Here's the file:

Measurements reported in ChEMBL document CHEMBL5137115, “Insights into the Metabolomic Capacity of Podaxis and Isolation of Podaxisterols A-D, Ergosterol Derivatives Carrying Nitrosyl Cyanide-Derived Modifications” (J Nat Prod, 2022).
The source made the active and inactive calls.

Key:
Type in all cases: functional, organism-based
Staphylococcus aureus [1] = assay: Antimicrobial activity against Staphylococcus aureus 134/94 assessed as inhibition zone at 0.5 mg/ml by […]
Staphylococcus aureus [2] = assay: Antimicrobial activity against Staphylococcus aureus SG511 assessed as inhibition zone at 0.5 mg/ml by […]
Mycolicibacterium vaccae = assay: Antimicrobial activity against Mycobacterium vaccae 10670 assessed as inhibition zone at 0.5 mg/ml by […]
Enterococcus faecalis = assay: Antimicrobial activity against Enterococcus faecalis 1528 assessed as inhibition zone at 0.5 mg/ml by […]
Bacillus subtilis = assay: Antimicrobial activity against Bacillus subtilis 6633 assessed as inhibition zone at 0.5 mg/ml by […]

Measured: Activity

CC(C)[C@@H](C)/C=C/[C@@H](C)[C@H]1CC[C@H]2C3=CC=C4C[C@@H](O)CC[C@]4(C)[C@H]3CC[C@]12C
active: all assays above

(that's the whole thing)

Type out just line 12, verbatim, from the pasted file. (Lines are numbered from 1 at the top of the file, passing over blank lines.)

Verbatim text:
active: all assays above